BAA puts Gatwick up for sale

BAA has put Gatwick Airport up for sale, conceding that the Competition Commission’s recommendation of its break-up is inevitable.

Gatwick, which is Britain’s second largest airport, could fetch up to £2bn. Potential bidders include Richard Branson, who is thought to be in talks with several bidding partners including the Dubai royal family.

The Virgin Atlantic boss said two weeks ago he would be “open to being courted by anyone who is interested in bidding” for Gatwick Airport.

The owner of Manchester Airport, Manchester Airport Group, has also formed a bid team are approaching potential investors for Glasgow as well as Gatwick, although it has said the airports were overvalued.

Colin Matthews, BAA’s chief executive, said: “We have decided to begin the process of selling Gatwick Airport immediately.  Gatwick is one of Europe’s premier airports, the busiest single-runway airport in the world, and it was used by 35 million passengers last year.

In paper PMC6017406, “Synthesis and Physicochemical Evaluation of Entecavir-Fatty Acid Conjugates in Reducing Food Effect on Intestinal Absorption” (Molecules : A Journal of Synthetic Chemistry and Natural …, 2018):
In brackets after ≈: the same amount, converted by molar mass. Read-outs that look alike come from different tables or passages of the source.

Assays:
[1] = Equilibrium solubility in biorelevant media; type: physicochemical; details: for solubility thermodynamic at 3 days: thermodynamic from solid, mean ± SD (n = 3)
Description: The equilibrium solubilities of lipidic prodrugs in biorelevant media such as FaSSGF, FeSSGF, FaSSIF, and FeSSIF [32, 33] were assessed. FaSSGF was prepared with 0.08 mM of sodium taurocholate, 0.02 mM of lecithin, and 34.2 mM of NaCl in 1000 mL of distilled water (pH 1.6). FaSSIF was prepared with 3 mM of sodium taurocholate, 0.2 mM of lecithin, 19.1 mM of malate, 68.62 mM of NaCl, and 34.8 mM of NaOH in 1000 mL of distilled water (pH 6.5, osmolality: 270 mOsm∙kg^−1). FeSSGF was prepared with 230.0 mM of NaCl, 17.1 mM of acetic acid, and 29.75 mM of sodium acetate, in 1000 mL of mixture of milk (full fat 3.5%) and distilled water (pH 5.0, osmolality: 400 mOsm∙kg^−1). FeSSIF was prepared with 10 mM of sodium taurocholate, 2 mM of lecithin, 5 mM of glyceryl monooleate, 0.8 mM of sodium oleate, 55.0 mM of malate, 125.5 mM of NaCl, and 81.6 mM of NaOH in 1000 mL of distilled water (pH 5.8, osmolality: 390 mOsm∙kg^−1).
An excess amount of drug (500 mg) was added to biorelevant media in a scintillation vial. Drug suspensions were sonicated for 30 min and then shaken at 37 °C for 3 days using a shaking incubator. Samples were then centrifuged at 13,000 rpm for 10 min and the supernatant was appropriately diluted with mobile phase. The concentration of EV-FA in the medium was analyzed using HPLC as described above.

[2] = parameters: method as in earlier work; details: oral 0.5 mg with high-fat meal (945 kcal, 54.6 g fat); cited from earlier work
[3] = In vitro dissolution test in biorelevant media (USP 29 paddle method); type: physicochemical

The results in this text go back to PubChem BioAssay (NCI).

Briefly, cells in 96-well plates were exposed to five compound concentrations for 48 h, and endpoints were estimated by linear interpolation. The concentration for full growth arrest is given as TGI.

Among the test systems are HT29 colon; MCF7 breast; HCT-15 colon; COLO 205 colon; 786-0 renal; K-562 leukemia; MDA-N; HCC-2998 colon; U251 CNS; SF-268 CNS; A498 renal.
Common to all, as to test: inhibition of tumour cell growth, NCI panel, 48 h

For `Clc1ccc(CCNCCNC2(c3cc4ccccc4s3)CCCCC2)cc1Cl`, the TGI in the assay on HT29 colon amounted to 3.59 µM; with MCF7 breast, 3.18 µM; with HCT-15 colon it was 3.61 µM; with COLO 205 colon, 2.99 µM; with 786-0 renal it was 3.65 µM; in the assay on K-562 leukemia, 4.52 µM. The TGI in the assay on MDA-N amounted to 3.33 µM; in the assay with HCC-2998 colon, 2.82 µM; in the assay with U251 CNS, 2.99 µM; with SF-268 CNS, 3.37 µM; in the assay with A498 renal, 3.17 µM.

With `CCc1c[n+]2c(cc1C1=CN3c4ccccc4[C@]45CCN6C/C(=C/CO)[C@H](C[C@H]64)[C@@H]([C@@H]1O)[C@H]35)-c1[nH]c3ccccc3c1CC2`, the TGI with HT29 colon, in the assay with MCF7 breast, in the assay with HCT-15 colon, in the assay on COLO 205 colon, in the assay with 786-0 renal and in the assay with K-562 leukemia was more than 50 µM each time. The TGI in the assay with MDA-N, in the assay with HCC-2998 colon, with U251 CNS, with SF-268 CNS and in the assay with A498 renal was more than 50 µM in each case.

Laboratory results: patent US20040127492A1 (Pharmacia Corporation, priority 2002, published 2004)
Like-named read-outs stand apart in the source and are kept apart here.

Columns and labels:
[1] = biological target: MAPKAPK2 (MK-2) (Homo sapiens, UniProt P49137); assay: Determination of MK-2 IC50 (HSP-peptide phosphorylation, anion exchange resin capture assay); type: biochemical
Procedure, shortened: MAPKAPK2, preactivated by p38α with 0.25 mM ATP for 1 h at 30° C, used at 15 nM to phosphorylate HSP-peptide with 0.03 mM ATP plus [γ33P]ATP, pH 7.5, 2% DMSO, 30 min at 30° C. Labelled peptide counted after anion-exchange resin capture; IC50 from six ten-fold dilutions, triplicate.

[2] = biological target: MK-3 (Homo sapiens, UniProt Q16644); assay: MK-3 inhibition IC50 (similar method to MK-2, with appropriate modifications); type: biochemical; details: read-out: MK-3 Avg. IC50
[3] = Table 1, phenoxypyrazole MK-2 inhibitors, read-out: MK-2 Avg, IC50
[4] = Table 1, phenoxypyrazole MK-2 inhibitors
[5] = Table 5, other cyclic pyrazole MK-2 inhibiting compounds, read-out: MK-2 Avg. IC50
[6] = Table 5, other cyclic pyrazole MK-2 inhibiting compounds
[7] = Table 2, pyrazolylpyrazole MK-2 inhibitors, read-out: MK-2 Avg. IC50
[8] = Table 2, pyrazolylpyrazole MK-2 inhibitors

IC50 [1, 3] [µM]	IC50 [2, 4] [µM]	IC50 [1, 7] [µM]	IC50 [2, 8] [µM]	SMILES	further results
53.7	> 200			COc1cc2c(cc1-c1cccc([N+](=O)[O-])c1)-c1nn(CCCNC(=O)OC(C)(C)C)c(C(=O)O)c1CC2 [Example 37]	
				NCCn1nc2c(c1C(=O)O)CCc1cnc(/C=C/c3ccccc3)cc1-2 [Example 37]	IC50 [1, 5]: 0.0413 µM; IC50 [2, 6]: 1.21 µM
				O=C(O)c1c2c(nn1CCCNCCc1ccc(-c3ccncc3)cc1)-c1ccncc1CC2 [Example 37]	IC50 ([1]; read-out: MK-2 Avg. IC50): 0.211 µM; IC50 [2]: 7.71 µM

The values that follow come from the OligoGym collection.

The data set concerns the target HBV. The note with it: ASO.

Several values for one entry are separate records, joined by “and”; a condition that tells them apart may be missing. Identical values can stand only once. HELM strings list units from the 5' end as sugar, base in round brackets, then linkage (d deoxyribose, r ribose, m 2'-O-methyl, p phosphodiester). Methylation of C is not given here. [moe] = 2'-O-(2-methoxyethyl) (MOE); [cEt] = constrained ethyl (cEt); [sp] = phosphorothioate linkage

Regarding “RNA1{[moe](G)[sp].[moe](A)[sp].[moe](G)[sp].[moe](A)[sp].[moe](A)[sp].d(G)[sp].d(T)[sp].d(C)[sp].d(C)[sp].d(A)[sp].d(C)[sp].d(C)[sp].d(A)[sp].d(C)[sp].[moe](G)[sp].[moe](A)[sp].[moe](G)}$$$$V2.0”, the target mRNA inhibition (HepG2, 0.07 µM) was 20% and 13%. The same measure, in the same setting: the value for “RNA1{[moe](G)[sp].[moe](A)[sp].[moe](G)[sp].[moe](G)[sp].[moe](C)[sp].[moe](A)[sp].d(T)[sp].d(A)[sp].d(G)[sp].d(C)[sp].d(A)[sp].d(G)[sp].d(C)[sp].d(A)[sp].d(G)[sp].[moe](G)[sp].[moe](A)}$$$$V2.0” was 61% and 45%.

“Gatwick has long been an important and valuable part of BAA and the decision to sell was not taken lightly.  We believe that the airport’s customers, staff and business will benefit from the earliest possible resolution of current uncertainty.

BAA was expected to appeal against the break-up. Colin Matthews, BAA’s chief executive, said today: “When the Competition Commission published its provisional findings, we said that we would be realistic in our response, though we disagree with the Commission’s report and the analysis on which it is founded.

“We will continue to present our case, in respect of the South East airports and those in Scotland. At Stansted, we believe that a change of ownership would interfere with the process of securing planning approval for a second runway, which remains a key feature of Government air transport policy.

“The Commission itself states that a shortage of runway capacity in the South East is a main cause of poor service standards, but we believe its proposed remedies will delay delivery of that capacity.

Profits at BAA’s seven airports more than halved in the first half of this year as the global downturn, higher security costs and the fiasco of the Terminal 5 opening, took their toll. The group yesterday posted a slump in passenger figures for August.

easyJet, Gatwick’s largest airline, has criticised the decision, saying Gatwick is a local monopoly and simply selling it to the highest bidder won’t change that fact. It argues that monopoly providers of nationally-important infrastructure always need to be regulated to prevent irresponsible pricing.